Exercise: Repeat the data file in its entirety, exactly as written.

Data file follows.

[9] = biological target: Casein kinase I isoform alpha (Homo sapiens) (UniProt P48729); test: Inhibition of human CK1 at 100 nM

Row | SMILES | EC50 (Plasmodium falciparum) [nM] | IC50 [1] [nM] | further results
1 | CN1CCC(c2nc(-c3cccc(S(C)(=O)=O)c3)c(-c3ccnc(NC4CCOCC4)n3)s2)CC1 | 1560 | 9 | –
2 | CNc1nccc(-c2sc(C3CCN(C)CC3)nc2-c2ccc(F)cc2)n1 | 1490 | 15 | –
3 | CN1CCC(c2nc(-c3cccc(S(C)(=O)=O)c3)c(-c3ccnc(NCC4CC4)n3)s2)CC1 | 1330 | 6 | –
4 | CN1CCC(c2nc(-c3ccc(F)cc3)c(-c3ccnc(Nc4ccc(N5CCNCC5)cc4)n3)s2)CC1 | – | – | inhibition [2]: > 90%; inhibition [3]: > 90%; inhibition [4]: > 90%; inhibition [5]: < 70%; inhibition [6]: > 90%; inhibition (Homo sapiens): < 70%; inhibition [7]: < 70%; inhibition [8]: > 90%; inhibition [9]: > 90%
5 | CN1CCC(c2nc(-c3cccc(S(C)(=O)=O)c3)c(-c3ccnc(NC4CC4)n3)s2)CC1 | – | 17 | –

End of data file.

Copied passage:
[9] = biological target: Casein kinase I isoform alpha (Homo sapiens) (UniProt P48729); test: Inhibition of human CK1 at 100 nM

Row | SMILES | EC50 (Plasmodium falciparum) [nM] | IC50 [1] [nM] | further results
1 | CN1CCC(c2nc(-c3cccc(S(C)(=O)=O)c3)c(-c3ccnc(NC4CCOCC4)n3)s2)CC1 | 1560 | 9 | –
2 | CNc1nccc(-c2sc(C3CCN(C)CC3)nc2-c2ccc(F)cc2)n1 | 1490 | 15 | –
3 | CN1CCC(c2nc(-c3cccc(S(C)(=O)=O)c3)c(-c3ccnc(NCC4CC4)n3)s2)CC1 | 1330 | 6 | –
4 | CN1CCC(c2nc(-c3ccc(F)cc3)c(-c3ccnc(Nc4ccc(N5CCNCC5)cc4)n3)s2)CC1 | – | – | inhibition [2]: > 90%; inhibition [3]: > 90%; inhibition [4]: > 90%; inhibition [5]: < 70%; inhibition [6]: > 90%; inhibition (Homo sapiens): < 70%; inhibition [7]: < 70%; inhibition [8]: > 90%; inhibition [9]: > 90%
5 | CN1CCC(c2nc(-c3cccc(S(C)(=O)=O)c3)c(-c3ccnc(NC4CC4)n3)s2)CC1 | – | 17 | –